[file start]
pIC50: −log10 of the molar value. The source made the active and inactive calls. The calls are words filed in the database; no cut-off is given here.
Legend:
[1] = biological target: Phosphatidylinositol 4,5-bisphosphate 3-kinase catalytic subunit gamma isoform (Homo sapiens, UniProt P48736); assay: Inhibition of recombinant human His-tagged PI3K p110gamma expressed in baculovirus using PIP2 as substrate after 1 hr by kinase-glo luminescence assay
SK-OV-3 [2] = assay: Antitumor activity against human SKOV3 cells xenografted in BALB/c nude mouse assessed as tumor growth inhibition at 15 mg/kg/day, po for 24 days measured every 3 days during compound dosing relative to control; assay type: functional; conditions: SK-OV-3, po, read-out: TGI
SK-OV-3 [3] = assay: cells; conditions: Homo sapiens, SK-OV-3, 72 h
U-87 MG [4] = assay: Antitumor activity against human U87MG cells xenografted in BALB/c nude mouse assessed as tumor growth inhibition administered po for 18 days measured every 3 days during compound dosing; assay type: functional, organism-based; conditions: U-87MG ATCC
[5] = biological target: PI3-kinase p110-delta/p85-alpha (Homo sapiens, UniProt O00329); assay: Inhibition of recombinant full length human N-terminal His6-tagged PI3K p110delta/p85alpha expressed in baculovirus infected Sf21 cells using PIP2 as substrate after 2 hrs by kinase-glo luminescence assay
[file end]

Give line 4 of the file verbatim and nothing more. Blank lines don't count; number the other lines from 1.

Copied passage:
SK-OV-3 [2] = assay: Antitumor activity against human SKOV3 cells xenografted in BALB/c nude mouse assessed as tumor growth inhibition at 15 mg/kg/day, po for 24 days measured every 3 days during compound dosing relative to control; assay type: functional; conditions: SK-OV-3, po, read-out: TGI